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Gelinas Financial Group, Inc.

LISTEN, UNDERSTAND, RESEARCH, HELP. Money management has a new reality. Financial-planning efforts must consider “the whole client.” We offer a multi layer approach that starts with education. We strive to gain your trust then deliver the results you seek. At Gelinas Financial Group, Inc., our passion is supporting our clients by adding value: You need information to make correct decisions. We’ll help you achieve higher levels of success and better process management through cutting-edge solutions, training, mentoring, and continuing education. Our objectivity and independence mean you get the financial-planning and risk-management solutions that meet the unique demands of your present situation. We offer our expertise in the following areas: Financial Planning Retirement Planning Insurance Investment Coaching Annuities More Hope is not a strategy. We meet with our clients regularly to scrutinize their investments and make adjustments.

Five Ways To Kill Life Insurance Payouts

Shawna Kreis Shawna Kreis , 8/3/2016
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You buy Life coverage to provide for your loved ones after your death. To make sure your beneficiaries receive what they're owed, avoid these errors:

  1. Lying on your application. Truth hurts, but it can hurt even more if you lie on a Life insurance application. Although it might be tempting to deny that you're a smoker, or have been treated for a particular disease or medical condition, doing so could make your policy null and void.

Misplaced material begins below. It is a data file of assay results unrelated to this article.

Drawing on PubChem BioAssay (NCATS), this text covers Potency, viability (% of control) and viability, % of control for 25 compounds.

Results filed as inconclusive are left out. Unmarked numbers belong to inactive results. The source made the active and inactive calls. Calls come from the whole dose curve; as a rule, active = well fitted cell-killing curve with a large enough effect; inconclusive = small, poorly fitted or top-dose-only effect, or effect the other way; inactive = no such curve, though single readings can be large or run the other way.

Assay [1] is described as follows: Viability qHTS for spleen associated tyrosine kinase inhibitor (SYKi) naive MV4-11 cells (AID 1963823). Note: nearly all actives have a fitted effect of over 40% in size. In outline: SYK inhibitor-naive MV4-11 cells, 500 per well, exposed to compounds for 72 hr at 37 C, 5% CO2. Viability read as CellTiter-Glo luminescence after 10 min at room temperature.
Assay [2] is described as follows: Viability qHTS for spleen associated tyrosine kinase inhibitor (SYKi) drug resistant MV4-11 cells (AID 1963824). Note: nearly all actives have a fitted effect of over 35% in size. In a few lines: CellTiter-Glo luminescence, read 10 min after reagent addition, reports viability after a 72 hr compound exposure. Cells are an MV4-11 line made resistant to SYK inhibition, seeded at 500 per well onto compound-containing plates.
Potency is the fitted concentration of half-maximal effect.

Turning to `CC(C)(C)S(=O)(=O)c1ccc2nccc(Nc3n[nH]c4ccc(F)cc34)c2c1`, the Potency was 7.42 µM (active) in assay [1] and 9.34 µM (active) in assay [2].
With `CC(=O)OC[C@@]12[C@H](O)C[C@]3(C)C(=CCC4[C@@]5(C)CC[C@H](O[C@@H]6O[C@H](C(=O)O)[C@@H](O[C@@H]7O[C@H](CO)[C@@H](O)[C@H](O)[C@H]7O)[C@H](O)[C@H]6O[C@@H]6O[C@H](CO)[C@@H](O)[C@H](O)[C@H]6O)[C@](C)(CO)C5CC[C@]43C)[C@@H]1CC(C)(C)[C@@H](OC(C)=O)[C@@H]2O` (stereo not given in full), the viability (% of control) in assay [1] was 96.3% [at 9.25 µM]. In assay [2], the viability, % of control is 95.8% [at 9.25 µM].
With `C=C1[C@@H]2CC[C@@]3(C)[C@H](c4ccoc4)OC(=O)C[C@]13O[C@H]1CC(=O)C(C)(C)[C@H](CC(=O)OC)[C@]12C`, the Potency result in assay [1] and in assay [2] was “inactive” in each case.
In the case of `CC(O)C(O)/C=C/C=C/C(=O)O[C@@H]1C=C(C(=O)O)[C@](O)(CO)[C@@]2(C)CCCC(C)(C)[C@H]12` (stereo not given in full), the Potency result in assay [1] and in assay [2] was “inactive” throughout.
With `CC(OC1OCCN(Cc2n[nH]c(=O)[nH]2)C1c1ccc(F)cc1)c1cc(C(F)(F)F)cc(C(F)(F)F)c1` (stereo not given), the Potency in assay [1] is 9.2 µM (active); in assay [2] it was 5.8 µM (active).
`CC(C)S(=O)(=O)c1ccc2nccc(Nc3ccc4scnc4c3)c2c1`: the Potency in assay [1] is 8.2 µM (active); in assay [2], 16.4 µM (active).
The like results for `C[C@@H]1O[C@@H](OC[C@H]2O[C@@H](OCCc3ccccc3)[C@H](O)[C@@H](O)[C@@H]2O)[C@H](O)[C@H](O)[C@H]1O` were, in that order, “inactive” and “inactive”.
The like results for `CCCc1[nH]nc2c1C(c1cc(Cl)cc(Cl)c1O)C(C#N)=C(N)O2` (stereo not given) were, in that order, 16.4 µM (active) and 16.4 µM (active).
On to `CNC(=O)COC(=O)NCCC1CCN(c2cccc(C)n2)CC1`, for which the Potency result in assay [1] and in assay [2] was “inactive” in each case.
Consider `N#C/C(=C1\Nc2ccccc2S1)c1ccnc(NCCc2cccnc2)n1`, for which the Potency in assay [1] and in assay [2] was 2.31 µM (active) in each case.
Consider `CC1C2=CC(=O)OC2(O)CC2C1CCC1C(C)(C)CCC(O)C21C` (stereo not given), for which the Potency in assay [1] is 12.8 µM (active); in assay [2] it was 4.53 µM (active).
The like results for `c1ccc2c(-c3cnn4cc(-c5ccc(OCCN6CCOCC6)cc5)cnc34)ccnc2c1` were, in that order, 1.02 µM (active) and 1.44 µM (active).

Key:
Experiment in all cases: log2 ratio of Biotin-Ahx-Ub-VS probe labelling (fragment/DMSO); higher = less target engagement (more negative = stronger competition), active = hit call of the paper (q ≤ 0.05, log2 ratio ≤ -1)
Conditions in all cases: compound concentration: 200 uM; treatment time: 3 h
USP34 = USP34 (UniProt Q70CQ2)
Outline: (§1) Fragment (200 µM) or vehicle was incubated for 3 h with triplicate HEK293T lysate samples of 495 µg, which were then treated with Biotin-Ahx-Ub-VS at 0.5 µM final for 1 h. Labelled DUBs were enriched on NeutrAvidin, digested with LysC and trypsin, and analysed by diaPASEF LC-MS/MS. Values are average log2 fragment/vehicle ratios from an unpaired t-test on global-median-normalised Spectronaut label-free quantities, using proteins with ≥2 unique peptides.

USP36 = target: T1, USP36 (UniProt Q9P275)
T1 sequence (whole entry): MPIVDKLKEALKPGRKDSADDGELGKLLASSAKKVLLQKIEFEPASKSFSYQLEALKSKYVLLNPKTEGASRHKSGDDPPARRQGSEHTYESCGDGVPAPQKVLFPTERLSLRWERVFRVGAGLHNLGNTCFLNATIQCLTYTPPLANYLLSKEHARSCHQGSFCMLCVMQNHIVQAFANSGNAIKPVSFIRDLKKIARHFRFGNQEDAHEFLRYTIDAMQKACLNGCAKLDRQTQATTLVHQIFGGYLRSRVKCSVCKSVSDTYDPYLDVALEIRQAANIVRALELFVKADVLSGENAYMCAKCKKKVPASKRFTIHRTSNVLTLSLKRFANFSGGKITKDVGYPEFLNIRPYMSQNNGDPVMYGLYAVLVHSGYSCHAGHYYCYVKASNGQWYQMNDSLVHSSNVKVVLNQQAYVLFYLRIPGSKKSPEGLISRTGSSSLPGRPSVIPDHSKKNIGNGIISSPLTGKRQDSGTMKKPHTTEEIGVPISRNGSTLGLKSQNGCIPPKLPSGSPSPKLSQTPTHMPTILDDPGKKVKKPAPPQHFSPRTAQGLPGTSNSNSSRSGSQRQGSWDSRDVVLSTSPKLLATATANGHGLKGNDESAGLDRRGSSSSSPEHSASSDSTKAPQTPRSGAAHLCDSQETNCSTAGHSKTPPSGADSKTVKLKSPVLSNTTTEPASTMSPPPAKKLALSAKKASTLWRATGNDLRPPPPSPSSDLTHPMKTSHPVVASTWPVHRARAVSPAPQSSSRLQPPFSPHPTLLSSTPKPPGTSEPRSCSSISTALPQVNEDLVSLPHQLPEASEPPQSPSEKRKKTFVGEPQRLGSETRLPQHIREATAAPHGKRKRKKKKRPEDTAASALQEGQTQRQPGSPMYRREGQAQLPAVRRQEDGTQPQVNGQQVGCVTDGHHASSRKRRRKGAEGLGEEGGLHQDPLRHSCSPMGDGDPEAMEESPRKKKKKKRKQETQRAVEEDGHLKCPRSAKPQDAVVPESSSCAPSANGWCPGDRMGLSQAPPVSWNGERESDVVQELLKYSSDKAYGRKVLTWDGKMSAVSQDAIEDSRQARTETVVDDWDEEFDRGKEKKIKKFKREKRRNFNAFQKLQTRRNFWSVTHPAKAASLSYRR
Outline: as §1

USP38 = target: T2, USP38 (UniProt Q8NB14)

2. Failing to make premium payments. Just because you miss a payment doesn't mean your policy is dead. The insurance company will usually offer a 30 or 60-day grace period for payment, during which the policy will stay in effect.
  3. Not telling loved ones about your policy. Although this doesn't mean the insurer won't pay the beneficiaries after your death, it will make things more difficult for them. Most companies check databases for policyholder deaths, but not always in a timely manner. If you don't give your beneficiaries policy information, some states have locator programs to help them check. The American Council of Life Insurers (ACLI) website also provides tips for tracking policies.
  4. Not naming other beneficiaries. If your primary beneficiary dies ahead of you, the secondary beneficiary will receive the death benefit. If he or she passes away before you, the proceeds will go to the final beneficiary. If both deaths precede yours, the benefit will go to your estate.
  5. Suicide. In It's a Wonderful Life, Jimmy Stewart thought (wrongly) that he was worth more dead than alive because his family could collect on his Life insurance. However, under the "suicide clause" in a Life policy, if a policyholder takes his or her own life during the first two years of coverage, the beneficiaries would receive only the premiums paid to that point.